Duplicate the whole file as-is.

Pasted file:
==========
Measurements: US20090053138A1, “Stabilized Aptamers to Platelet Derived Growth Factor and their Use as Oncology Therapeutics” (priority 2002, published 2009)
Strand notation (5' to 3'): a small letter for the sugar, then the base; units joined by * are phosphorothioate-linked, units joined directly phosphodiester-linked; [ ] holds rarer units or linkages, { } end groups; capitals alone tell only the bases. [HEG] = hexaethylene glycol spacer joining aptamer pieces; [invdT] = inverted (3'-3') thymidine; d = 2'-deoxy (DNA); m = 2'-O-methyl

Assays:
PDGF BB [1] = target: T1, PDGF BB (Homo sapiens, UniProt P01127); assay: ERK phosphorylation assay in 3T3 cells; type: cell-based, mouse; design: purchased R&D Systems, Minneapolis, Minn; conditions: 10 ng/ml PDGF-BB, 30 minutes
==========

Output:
Measurements: US20090053138A1, “Stabilized Aptamers to Platelet Derived Growth Factor and their Use as Oncology Therapeutics” (priority 2002, published 2009)
Strand notation (5' to 3'): a small letter for the sugar, then the base; units joined by * are phosphorothioate-linked, units joined directly phosphodiester-linked; [ ] holds rarer units or linkages, { } end groups; capitals alone tell only the bases. [HEG] = hexaethylene glycol spacer joining aptamer pieces; [invdT] = inverted (3'-3') thymidine; d = 2'-deoxy (DNA); m = 2'-O-methyl

Assays:
PDGF BB [1] = target: T1, PDGF BB (Homo sapiens, UniProt P01127); assay: ERK phosphorylation assay in 3T3 cells; type: cell-based, mouse; design: purchased R&D Systems, Minneapolis, Minn; conditions: 10 ng/ml PDGF-BB, 30 minutes